Fire King Glass – Collecting Anchor Hocking

Are you a collector of fine vintage glass pieces? Well, surely you already know about Anchor Hocking Fire King. If not, here’s an overview that’s sure to familiarize you with this brand of glassware. In a way, these Fire King Glass pieces are quite similar to Pyrex as it is also idea for oven use. This is because both products are made of low expansion borosilicate glass that is capable of withstanding the intense heat that the oven produces. Anchor Hocking Fire King Glass pieces were first produced in the 1940’s and were actually intended for everyday use instead of being used as home décor. As a matter of fact, they were often given away as promotional items at gas stations or were sold together with bags of flour. The line consisted of plates, cups, bowls, and casseroles, serving platters, vases as well as creamers amongst others. Despite being designed for everyday use, this type of glassware wasn’t intended for dishwater use as it could significantly dull its color and luster as well as wear out any painted decorations that it might have.

Speaking of patterns and decorations, some of the most popular designs commonly found on Anchor Hocking Fire King Glass pieces include primrose, forget me not, fleurette, blue mosaic as well as anniversary rose. Patterns that had solid glass colors included shell, Jane ray, swirl, fish scale, sheaves of wheat, 4000 line, 1700 line and three bands restaurant ware. The most popular of which would be the jadeite restaurant ware. Popularized by Martha Stewart through her television show, it is also among the most coveted among collectors. Besides being aesthetically pleasing, many collectors love the fact that Anchor Hocking Fire King Glassware pieces are both durable and useful. They can go from being used to cook a variety of dishes to beautifying glass fronts as displays. As a matter of fact, as mentioned earlier, Martha Stewart had a collection of jadeite bowls on display as part of her daily cooking segments.

Now, jadeite pieces were not exclusive to Anchor Hocking. There were other glassware manufacturers during that time that produced similar pieces. However, only Anchor Hocking Fire King named theirs jadeite. As such, if you are looking for an authentic Anchor Hocking jadeite pieces, it would be good to check for the hyphenated “jadeite” somewhere in the piece as it is an identifying feature of Anchor Hocking jadeite products. Also, do note that their jadeite pieces often come in a variety of different green shades so there might be some discrepancies between pieces that do not come from the same set. This is normal because jadeite was actually made from glass scraps thus the impurities found in them significantly affected the color of the finished glassware.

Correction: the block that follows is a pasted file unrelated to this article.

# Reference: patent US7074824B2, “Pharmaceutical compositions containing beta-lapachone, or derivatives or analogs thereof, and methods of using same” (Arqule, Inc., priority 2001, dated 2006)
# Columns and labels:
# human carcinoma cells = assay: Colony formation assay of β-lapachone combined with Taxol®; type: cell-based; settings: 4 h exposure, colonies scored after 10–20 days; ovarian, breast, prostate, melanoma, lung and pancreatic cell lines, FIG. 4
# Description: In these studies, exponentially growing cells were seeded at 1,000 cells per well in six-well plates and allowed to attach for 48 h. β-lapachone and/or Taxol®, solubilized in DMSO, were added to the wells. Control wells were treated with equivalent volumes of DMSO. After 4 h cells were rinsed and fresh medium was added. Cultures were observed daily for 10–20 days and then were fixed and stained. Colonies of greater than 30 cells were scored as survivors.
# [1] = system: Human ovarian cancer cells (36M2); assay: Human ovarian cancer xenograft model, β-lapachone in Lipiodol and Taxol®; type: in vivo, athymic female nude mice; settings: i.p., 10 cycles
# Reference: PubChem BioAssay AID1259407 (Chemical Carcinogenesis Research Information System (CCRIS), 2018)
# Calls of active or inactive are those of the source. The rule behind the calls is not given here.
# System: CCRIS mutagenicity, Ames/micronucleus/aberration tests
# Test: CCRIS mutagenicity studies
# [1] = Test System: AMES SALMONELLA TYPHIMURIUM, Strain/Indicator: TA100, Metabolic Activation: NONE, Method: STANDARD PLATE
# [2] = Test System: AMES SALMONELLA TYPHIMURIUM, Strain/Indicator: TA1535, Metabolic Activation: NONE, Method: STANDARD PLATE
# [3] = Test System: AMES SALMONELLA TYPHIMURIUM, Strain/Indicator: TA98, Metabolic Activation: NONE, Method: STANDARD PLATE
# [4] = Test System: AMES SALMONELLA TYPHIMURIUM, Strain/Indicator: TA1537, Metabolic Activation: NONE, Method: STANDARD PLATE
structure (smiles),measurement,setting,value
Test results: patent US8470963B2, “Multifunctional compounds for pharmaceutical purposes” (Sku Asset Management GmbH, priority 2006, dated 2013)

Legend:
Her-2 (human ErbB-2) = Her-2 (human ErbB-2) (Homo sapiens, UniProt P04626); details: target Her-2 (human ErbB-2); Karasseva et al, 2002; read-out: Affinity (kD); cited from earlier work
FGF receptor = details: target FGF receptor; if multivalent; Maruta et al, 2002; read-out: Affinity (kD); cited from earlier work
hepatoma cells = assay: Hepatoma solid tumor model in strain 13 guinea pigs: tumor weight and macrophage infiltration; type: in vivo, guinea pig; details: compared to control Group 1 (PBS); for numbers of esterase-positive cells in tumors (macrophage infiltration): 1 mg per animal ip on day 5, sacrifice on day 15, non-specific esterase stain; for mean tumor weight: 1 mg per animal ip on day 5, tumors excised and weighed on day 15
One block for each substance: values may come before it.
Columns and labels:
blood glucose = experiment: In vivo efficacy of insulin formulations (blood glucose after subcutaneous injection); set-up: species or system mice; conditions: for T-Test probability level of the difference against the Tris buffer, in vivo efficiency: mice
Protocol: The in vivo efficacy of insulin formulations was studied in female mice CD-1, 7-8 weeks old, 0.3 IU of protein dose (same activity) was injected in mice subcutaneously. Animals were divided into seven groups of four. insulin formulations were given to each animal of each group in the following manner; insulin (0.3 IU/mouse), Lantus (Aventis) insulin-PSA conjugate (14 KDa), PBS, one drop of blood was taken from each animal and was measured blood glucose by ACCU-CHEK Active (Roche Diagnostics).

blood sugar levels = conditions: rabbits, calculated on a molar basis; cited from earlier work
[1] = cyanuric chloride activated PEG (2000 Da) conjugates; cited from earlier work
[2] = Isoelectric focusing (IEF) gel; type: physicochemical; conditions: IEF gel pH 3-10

Now, if you want to find authentic Anchor Hocking Fire King Glass Bakeware pieces, you have got to do your research first. Why? Well, having a good idea of what an authentic piece would look and feel like should help you differentiate an original from a reproduction. As for age, this can be learned as well. There would be, of course, signs of aging. Check for the edges, any discoloration and other details that might suggest a particular piece’s age.

So there you have it, just a few things about Anchor Hocking Fire King Glass pieces that one might need to know about.

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2 Responses to Fire King Glass – Collecting Anchor Hocking

  1. Teresa says:

    Do you ever come across Fire King (mint condition) grill plates, either the wagon wheel or the three compartment plates? They are pretty hard to find, but I keep looking.

  2. Karen says:

    Did anchor hocking fire king peach luster have a set of cups and saucers about half size? Were they for children or a tea set?

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